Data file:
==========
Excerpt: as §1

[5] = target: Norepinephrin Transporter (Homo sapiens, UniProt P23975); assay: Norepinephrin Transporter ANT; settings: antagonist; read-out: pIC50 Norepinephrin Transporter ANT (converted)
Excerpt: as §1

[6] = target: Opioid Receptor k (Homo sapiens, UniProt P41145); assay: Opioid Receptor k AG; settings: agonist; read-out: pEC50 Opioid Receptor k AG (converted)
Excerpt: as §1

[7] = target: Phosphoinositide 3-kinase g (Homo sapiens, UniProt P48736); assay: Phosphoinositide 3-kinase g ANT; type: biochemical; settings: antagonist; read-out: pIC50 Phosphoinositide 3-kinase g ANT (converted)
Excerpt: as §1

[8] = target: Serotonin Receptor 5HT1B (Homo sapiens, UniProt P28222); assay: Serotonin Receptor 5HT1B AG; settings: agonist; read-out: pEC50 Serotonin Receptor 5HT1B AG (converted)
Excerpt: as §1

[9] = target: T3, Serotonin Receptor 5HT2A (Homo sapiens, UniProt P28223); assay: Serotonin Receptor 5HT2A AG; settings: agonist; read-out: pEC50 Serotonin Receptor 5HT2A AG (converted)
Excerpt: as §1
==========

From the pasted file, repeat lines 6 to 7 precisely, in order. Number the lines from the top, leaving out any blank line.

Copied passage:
[7] = target: Phosphoinositide 3-kinase g (Homo sapiens, UniProt P48736); assay: Phosphoinositide 3-kinase g ANT; type: biochemical; settings: antagonist; read-out: pIC50 Phosphoinositide 3-kinase g ANT (converted)
Excerpt: as §1